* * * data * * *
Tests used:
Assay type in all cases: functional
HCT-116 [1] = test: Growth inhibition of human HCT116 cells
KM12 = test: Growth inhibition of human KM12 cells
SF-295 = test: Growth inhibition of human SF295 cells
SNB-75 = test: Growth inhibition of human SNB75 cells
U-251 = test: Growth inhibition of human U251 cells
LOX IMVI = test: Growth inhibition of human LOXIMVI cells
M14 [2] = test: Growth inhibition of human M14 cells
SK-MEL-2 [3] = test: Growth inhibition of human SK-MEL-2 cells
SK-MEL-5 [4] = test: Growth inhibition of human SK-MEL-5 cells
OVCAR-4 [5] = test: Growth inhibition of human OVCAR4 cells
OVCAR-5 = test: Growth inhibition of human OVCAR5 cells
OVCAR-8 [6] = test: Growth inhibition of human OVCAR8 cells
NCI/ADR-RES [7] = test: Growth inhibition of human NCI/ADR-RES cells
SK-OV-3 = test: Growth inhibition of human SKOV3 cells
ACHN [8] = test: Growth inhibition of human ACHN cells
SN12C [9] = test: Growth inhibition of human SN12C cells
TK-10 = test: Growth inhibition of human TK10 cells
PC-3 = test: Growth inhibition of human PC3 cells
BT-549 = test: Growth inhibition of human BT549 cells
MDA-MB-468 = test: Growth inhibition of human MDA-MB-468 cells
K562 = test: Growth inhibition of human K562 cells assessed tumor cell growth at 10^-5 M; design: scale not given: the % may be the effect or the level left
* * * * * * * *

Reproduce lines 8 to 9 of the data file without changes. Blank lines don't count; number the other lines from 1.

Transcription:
LOX IMVI = test: Growth inhibition of human LOXIMVI cells
M14 [2] = test: Growth inhibition of human M14 cells